“You can rest assured that the relevant agencies in the United States government are closely monitoring China’s actions in this regard,” Earnest said on Monday.

Another U.S. cyber security company, FireEye said the state-sponsored Chinese hackers that it monitored were still active but it was too soon to say whether their aims had shifted.

AMD sells family silver after poor results

AMD Analyst Day '15AMD is selling most of its assembly and testing operations in China and Malaysia in a bid to save cash after poor results.

The chipmaker said it will sell 85 percent of its assembly, test, mark and pack operations in Suzhou, China and Penang, Malaysia to China’s NFME for $320 million.

The company also said it would create a joint venture with NFME as part of the deal, to which it will contribute 1,700 employees. It said it did not plan to cut any more jobs.

AMD earlier this month said it would cut five percent of its global workforce. It had 9,700 employees globally, according to its annual report in February.

The company reported its fifth straight fall in quarterly revenue and forecast current quarter revenue that fell short of analysts’ average expectations.

Chief Executive Lisa Su said that PC demand, particularly in the consumer market, continues to be somewhat muted.

AMD posted a net loss of $197 million in the third quarter ended September 26 compared with net income of $17 million a year earlier.  Revenue fell 25.8 percent to $1.06 billion.

Analysts on average had expected a revenue of $995.9 million.

AMD forecast current quarter revenue to fall 10 percent. The midpoint of the range translates to about $955 million, which was short of analysts’ estimate of $996.3 million.


Apple helps China censor its citizens

ChinaFruity cargo cult Apple is helping the Chinese keep their citizens under control by censoring its news and wiping tricky content from phones and tablets.

Apple has disabled its news app in China because it does not want to offend the government by telling Apple fanboys about what is going on in the world.

Greater China is now Apple’s second-largest source of revenue after the United States, with sales of more than $13 billion in the third quarter. There are fears that the Chinese are losing interest in the shiny cargo cult and Apple does not want a scrap with the authorities right now.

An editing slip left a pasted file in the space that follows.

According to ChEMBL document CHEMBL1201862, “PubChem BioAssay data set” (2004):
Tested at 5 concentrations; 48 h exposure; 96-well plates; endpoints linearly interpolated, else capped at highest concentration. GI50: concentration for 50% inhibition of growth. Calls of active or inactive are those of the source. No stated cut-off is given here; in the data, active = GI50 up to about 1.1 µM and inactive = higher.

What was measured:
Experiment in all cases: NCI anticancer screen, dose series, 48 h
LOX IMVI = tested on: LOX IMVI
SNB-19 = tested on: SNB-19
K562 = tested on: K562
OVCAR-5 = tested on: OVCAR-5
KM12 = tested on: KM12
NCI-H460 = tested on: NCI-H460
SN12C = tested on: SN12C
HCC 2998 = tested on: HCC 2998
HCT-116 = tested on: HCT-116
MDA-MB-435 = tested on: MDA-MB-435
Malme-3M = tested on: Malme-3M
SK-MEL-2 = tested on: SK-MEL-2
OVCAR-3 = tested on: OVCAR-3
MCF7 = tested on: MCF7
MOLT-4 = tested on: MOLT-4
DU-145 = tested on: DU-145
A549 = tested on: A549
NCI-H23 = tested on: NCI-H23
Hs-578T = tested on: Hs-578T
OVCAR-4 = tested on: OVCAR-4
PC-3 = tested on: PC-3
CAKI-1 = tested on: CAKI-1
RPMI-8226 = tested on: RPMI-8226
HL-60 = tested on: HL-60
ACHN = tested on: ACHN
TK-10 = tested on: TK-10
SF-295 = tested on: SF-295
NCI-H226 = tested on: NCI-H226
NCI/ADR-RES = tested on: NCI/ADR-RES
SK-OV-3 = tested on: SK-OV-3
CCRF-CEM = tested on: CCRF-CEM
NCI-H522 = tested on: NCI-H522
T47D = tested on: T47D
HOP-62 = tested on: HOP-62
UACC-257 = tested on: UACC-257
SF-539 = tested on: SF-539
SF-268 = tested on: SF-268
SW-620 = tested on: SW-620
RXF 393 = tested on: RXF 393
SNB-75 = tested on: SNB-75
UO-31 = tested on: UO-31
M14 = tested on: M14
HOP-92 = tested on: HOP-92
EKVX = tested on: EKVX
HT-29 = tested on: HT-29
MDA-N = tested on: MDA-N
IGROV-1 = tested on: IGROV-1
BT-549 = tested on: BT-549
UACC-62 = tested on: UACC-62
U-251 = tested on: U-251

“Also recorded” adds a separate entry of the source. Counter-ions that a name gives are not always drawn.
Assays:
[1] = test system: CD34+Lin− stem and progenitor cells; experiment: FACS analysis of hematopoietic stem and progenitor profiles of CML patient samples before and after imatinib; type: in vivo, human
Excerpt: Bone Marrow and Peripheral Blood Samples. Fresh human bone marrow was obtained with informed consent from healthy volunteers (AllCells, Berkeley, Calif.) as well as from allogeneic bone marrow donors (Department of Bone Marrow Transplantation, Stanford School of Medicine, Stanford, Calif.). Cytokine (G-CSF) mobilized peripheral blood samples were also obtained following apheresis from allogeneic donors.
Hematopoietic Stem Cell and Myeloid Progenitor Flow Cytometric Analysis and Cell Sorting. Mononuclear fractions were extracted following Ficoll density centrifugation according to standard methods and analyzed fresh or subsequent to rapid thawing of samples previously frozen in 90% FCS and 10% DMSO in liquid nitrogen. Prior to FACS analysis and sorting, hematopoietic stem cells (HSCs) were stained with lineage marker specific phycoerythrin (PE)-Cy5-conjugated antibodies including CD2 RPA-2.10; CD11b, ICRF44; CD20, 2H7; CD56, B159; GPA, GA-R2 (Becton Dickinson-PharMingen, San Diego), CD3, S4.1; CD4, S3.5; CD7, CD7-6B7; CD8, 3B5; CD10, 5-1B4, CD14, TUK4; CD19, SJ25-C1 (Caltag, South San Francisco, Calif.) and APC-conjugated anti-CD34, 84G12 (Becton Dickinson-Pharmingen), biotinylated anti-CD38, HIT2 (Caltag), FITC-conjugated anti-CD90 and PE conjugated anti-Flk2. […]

Beijing generally insists that companies are responsible for censoring content inside China. In Apple’s case, that would mean it would probably have to develop a censorship system to eliminate sensitive articles from feeds.

Since this means developing working software, Jobs’ Mob has placed this in the too hard basket and completely disabled the service for users in China.

The move is already troubling some users. Larry Salibra, an entrepreneur who founded Pay4Bugs, a software testing service, pointed out the issue last week on Twitter. Salibra said he found what Apple was doing “very disconcerting.”

He said Apple was censoring news content that he downloaded and stored on my device purchased in the USA.

“On device censorship is much different than having your server blocked by the Great Firewall or not enabling a feature for customers with certain country iTunes account. That Apple has little choice doesn’t make it any less creepy or outrageous.”

Shareholders flee Apple

rat treading waterShareholders are giving up on the fruity cargo cult Apple over fears that its days of meteoric growth are over.

Worries about slowing economic growth in China, an increasingly important market for Apple, have recently hurt the Cupertino, California company’s shares, sending them down about 19 percent from a record high in April.

On Thursday, Apple was down 2.2 percent at $107.83 on a report that chip suppliers were concerned the iPhone maker would cut chip orders for the fourth quarter. This would indicate that Jobs’ Mob does not think it will sell as many tablets and pink iPhones as it thought it would.

Apple has been doing its best to spin news about iPhone sales. It even launched the iPhone in China on the same day as the US to make it look like sales had increased. Shareholders did not buy that trick, well other than those who also owned Apple shares and believe everything the company tells them anyway.

Borrowing in Apple shares grew 32 percent through most of September, and then abruptly dropped 31 percent this week, according to lending data from SunGard’s Astec Analytics.

Apple’s stock has fallen almost six percent in the last week.

Brad Lamensdorf, who manages the AdvisorShares Ranger Equity Bear thinks there could be a lot of hurt for Apple coming. He suspects investors are overestimating iPhone sales in future quarters.

Cisco does deal with Chinese

the Cisco kidNetwork gear maker Cisco is forming a joint-venture with Chinese server maker Inspur to sell  networking and cloud computing products in China.

The Silicon Valley firm has been suffering behind the bamboo curtain because of political pressure and declining sales.

Cisco and Inspur said they would invest $100 million in the project, although they offered few other details.

However this deal is typical of a growing number of tie-ups between Chinese and US technology firms which are part of a cunning plan to get government regulators off the backs of the big multi-nationals.